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Premier Investments profit up 88.9 per cent in first half

Premier Investments has seen its streak of strong results continue, with net profit up 88.9 per cent to $188.2 million during the first half of FY21.

Global sales rose 7.2 per cent to $784.6 million, while the retail conglomerate’s gross margin soared 286 basis points, driving EBIT up 88.5 per cent to $237.8 million.

Chairman Solomon Lew put it down to the “skills and dedication of [Premier’s] entire global team”.

“To have delivered these record results in a very difficult volatile environment is a truly outstanding achievement,” Lew said.

The business, which owns and operates Peter Alexander, Smiggle, and Just Group, has been under fire for months in relation to its acceptance of $15.6 million during the first round of JobKeeper while also enjoying improved sales.

On Wednesday, however, the business confirmed that it didn’t receive the second round of the stimulus measure due to those improved sales, and that it also wouldn’t be factoring in or using its JobKeeper funds for the payment of its announced 34 cents per share dividend for the first half or subsequent management bonuses.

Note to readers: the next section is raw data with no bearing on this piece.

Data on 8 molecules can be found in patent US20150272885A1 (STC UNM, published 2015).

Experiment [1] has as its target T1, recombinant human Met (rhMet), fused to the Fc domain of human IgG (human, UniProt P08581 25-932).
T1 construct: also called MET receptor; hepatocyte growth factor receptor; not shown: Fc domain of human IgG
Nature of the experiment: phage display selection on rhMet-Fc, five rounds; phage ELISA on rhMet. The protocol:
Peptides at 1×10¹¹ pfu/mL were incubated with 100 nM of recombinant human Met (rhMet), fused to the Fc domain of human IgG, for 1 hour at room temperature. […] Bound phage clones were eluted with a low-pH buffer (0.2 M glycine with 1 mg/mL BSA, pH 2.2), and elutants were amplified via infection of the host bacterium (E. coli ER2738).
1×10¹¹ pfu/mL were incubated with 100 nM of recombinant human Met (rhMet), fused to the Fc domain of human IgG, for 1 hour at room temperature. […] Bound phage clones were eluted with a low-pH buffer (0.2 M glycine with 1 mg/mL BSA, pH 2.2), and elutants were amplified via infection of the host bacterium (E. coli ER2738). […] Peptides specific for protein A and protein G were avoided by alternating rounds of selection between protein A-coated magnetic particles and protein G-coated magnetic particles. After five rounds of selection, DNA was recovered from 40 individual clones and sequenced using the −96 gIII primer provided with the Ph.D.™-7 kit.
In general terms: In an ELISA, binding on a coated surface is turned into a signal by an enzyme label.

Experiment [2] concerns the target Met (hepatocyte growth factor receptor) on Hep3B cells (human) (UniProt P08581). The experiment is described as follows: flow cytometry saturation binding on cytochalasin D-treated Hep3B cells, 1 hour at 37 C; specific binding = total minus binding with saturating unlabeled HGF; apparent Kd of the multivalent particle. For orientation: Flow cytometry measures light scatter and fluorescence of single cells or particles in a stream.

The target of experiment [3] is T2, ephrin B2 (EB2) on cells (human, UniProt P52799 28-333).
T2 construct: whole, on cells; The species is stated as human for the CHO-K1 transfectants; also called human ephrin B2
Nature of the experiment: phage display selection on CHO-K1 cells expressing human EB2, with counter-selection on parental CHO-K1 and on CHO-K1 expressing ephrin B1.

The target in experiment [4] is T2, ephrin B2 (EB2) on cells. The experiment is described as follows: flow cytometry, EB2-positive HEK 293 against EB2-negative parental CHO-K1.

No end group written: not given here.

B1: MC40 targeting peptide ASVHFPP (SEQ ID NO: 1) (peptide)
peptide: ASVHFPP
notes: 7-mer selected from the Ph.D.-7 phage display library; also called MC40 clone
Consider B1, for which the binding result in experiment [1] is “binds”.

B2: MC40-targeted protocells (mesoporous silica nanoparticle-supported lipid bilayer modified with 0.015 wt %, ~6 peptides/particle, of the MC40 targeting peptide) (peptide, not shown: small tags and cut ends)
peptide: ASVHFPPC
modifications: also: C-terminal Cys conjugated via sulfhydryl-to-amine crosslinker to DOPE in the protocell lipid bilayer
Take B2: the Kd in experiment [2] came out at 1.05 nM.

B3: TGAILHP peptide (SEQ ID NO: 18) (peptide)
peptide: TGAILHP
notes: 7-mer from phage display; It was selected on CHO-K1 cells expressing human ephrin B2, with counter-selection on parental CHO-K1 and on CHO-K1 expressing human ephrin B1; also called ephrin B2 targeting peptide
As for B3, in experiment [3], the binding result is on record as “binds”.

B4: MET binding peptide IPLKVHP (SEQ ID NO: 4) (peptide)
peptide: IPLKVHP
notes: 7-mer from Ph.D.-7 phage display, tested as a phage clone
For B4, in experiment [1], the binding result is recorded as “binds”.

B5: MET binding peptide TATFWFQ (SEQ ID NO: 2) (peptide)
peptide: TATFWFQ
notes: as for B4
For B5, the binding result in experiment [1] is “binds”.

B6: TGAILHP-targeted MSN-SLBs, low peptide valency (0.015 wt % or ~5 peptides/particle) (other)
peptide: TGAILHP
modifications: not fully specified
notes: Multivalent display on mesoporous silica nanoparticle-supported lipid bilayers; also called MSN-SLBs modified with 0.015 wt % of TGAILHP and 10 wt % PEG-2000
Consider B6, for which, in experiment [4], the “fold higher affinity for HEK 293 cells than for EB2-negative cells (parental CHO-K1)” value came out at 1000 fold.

That money was used solely to keep its stood-down staff paid while stores were shuttered, according to Premier.

During the half, Peter Alexander saw record sales to $207.7 million, growing 43.4 per cent due to a strong Christmas period powered by full-priced sales.

This performance wasn’t unique to Peter Alexander, however, with most of Premier’s apparel businesses seeing such growth: Just Jeans sales rose 27.3 per cent, JayJays’ rose 28.8 per cent, Portmans’ rose 6.6 per cent, and Dotti’s rose 8.4 per cent. Only Jacqui E saw sales decline during the half, down 2.5 per cent.

Stationery retailer Smiggle also saw growth, with like-for-like sales in Australia up 4.7 per cent and 9.2 per cent in New Zealand.

Internationally, however, 17 Smiggle locations were shuttered in the UK, with a potential 16 more to close during the second half. This was done in an effort to position the business for “maximum EBIT”, according to Premier, and remaining stores saw leases renegotiated at a significantly lower percent of sales.

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